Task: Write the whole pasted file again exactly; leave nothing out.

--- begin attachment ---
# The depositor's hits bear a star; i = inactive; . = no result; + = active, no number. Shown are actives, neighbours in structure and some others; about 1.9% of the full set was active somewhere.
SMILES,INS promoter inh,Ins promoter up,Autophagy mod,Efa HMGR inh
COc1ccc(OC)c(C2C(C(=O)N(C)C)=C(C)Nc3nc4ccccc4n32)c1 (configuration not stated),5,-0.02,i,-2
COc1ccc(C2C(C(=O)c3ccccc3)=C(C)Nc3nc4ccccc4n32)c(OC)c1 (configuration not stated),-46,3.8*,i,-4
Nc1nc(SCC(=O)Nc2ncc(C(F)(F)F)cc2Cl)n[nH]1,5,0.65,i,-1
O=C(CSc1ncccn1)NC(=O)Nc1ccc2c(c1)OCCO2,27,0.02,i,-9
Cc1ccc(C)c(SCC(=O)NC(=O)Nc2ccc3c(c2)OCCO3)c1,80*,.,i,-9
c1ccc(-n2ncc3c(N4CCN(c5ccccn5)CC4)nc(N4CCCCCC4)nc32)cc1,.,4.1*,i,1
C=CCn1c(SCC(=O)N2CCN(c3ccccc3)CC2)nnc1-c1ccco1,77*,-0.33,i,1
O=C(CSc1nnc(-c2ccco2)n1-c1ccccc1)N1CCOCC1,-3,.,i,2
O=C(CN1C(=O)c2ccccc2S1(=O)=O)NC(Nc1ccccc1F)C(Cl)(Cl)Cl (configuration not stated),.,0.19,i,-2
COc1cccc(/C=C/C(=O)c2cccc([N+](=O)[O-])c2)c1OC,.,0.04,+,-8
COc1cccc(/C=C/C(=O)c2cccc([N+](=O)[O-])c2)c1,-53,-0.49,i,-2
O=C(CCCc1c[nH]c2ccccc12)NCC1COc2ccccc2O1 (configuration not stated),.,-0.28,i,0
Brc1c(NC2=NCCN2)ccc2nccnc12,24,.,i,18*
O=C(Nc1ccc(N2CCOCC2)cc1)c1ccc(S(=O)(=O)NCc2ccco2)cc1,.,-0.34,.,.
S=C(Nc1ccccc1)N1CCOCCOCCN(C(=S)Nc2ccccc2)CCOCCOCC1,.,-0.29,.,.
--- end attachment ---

# The depositor's hits bear a star; i = inactive; . = no result; + = active, no number. Shown are actives, neighbours in structure and some others; about 1.9% of the full set was active somewhere.
SMILES,INS promoter inh,Ins promoter up,Autophagy mod,Efa HMGR inh
COc1ccc(OC)c(C2C(C(=O)N(C)C)=C(C)Nc3nc4ccccc4n32)c1 (configuration not stated),5,-0.02,i,-2
COc1ccc(C2C(C(=O)c3ccccc3)=C(C)Nc3nc4ccccc4n32)c(OC)c1 (configuration not stated),-46,3.8*,i,-4
Nc1nc(SCC(=O)Nc2ncc(C(F)(F)F)cc2Cl)n[nH]1,5,0.65,i,-1
O=C(CSc1ncccn1)NC(=O)Nc1ccc2c(c1)OCCO2,27,0.02,i,-9
Cc1ccc(C)c(SCC(=O)NC(=O)Nc2ccc3c(c2)OCCO3)c1,80*,.,i,-9
c1ccc(-n2ncc3c(N4CCN(c5ccccn5)CC4)nc(N4CCCCCC4)nc32)cc1,.,4.1*,i,1
C=CCn1c(SCC(=O)N2CCN(c3ccccc3)CC2)nnc1-c1ccco1,77*,-0.33,i,1
O=C(CSc1nnc(-c2ccco2)n1-c1ccccc1)N1CCOCC1,-3,.,i,2
O=C(CN1C(=O)c2ccccc2S1(=O)=O)NC(Nc1ccccc1F)C(Cl)(Cl)Cl (configuration not stated),.,0.19,i,-2
COc1cccc(/C=C/C(=O)c2cccc([N+](=O)[O-])c2)c1OC,.,0.04,+,-8
COc1cccc(/C=C/C(=O)c2cccc([N+](=O)[O-])c2)c1,-53,-0.49,i,-2
O=C(CCCc1c[nH]c2ccccc12)NCC1COc2ccccc2O1 (configuration not stated),.,-0.28,i,0
Brc1c(NC2=NCCN2)ccc2nccnc12,24,.,i,18*
O=C(Nc1ccc(N2CCOCC2)cc1)c1ccc(S(=O)(=O)NCc2ccco2)cc1,.,-0.34,.,.
S=C(Nc1ccccc1)N1CCOCCOCCN(C(=S)Nc2ccccc2)CCOCCOCC1,.,-0.29,.,.